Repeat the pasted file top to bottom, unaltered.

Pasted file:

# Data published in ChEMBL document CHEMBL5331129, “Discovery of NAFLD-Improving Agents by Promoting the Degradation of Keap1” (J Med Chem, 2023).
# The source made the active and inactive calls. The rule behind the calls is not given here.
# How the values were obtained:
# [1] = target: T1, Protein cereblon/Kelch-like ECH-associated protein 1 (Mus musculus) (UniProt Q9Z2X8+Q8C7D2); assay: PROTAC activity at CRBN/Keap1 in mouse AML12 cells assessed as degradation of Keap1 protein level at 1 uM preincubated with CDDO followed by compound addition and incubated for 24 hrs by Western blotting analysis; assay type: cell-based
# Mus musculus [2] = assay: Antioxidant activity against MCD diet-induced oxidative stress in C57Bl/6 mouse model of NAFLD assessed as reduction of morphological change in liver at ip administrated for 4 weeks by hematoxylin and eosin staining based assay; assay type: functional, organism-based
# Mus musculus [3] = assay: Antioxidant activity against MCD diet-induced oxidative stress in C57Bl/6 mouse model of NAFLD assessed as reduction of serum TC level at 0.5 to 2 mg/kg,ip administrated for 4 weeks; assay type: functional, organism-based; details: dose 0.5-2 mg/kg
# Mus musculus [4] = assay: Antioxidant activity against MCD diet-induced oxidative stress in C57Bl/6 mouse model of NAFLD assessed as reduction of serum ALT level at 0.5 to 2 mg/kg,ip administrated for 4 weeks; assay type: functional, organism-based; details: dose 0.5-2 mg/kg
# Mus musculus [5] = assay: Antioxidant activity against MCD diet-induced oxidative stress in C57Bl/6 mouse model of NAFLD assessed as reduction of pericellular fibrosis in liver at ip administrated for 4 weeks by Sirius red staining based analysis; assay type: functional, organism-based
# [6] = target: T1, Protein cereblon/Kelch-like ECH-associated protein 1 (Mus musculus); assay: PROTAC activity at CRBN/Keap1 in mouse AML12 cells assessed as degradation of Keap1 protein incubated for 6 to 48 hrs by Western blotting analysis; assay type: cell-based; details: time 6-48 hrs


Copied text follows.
# Data published in ChEMBL document CHEMBL5331129, “Discovery of NAFLD-Improving Agents by Promoting the Degradation of Keap1” (J Med Chem, 2023).
# The source made the active and inactive calls. The rule behind the calls is not given here.
# How the values were obtained:
# [1] = target: T1, Protein cereblon/Kelch-like ECH-associated protein 1 (Mus musculus) (UniProt Q9Z2X8+Q8C7D2); assay: PROTAC activity at CRBN/Keap1 in mouse AML12 cells assessed as degradation of Keap1 protein level at 1 uM preincubated with CDDO followed by compound addition and incubated for 24 hrs by Western blotting analysis; assay type: cell-based
# Mus musculus [2] = assay: Antioxidant activity against MCD diet-induced oxidative stress in C57Bl/6 mouse model of NAFLD assessed as reduction of morphological change in liver at ip administrated for 4 weeks by hematoxylin and eosin staining based assay; assay type: functional, organism-based
# Mus musculus [3] = assay: Antioxidant activity against MCD diet-induced oxidative stress in C57Bl/6 mouse model of NAFLD assessed as reduction of serum TC level at 0.5 to 2 mg/kg,ip administrated for 4 weeks; assay type: functional, organism-based; details: dose 0.5-2 mg/kg
# Mus musculus [4] = assay: Antioxidant activity against MCD diet-induced oxidative stress in C57Bl/6 mouse model of NAFLD assessed as reduction of serum ALT level at 0.5 to 2 mg/kg,ip administrated for 4 weeks; assay type: functional, organism-based; details: dose 0.5-2 mg/kg
# Mus musculus [5] = assay: Antioxidant activity against MCD diet-induced oxidative stress in C57Bl/6 mouse model of NAFLD assessed as reduction of pericellular fibrosis in liver at ip administrated for 4 weeks by Sirius red staining based analysis; assay type: functional, organism-based
# [6] = target: T1, Protein cereblon/Kelch-like ECH-associated protein 1 (Mus musculus); assay: PROTAC activity at CRBN/Keap1 in mouse AML12 cells assessed as degradation of Keap1 protein incubated for 6 to 48 hrs by Western blotting analysis; assay type: cell-based; details: time 6-48 hrs